Scotland are willing to host their scheduled games against New Zealand and Australia behind closed doors if necessary, but will wait on guidance from those boards and government advice before making any decisions.
While the fixtures are yet to be officially postponed, it looks highly unlikely that they will take place as planned, with New Zealand due to play a T20I on June 10 and an ODI on June 12, before Australia’s solitary T20I on June 29.
The first leg of New Zealand’s European tour – an ODI series in the Netherlands – was postponed last week following advice from the Dutch government, while Ireland CEO Warren Deutrom told ESPNcricinfo last week that the series looked “fairly doubtful”. Australia’s T20I in Scotland was due to be played immediately before their six-match limited-overs series in England, which looks likely to be pushed towards September.
“We’re planning our way through and waiting to see what happens with advice,” Gus Mackay, Cricket Scotland’s CEO, told ESPNcricinfo. “That’s all we can do at this stage. New Zealand aren’t going to Holland, and we’re just waiting to be guided by what their board says before we make any final decision.
“The whole Future Tours Programme is going to be disrupted, so we don’t know what that looks like. There’s been talk in the press of Australia coming over this way in September time, and New Zealand are supposed to go to Ireland as well. We’ve got to wait and see what comes out.”
Scotland play their home games at The Grange in Edinburgh, and the board is making contingency plans to stage games behind closed doors at the ground if required.
“We have a temporary set-up at The Grange,” Mackay said. “If we got the go-ahead to play internationals behind closed doors, it’s something we’d consider and something we would be able to do.
“We do make money staging internationals, but if we had to play an international game behind closed doors it would definitely be feasible – the cost of temporary stands would be taken out of the equation.”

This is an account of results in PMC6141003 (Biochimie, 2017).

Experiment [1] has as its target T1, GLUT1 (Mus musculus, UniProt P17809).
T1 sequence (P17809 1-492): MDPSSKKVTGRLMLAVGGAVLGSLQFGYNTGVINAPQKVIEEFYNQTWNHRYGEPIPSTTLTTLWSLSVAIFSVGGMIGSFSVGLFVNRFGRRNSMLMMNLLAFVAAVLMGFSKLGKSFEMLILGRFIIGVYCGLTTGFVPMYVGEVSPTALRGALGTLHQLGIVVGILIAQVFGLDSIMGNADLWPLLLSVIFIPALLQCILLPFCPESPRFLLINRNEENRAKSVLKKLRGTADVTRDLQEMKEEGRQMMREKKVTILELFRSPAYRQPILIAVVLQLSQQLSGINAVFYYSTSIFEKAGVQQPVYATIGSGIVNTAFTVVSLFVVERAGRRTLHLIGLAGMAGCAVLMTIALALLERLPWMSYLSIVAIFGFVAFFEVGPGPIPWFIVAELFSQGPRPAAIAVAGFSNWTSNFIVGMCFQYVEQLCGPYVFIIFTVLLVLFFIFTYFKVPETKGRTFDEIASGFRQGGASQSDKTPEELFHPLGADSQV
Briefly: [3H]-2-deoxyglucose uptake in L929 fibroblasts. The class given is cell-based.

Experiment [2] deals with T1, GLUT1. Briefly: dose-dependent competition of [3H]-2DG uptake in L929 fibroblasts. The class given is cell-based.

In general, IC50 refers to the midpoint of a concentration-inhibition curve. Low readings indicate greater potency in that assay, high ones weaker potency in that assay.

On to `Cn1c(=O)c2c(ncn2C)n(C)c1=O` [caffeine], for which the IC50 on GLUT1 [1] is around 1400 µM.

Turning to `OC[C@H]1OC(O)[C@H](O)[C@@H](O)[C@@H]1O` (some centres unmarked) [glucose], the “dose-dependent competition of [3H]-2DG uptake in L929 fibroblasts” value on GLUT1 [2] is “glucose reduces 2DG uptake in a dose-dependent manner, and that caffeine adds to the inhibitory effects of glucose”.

Cricket Scotland has warned that it will lose at least £250,000 in net revenue based on its forecasting at the moment, a figure which could grow “significantly” if the whole season is wiped out. The board’s cash reserves stood at £319,272 according to its latest annual report, and a statement said that “those reserves would be very rapidly exhausted unless action is taken now”.
The board has furloughed the majority of its staff, including players, through the UK government’s job retention scheme, but salaries will be topped up to 100 percent.
Mackay also suggested that the ICC will do “everything in their power” to ensure that the T20 World Cup will be able to take place as planned in Australia in October and November.
“It’s important from an ICC point of view that they deliver their events schedule to broadcasters and sponsors,” he said. “They’ll be doing everything in their power to make sure that it can take place.
“We’ve got to be realistic as to how things pan out. We’re in constant dialogue with the ICC and we’re waiting to see what happens – they provide a lot of finance into the business, not just for us but across the sport.”
The domestic cricket season in Scotland remains indefinitely suspended. A further decision will be taken only after the UK government issues further advice on a possible exit strategy from its lockdown on May 7. A meeting on the status of the Euro T20 Slam is also scheduled for that day. The tournament’s inaugural season is due to happen this summer following last year’s postponement, but its status is in doubt due to the pandemic.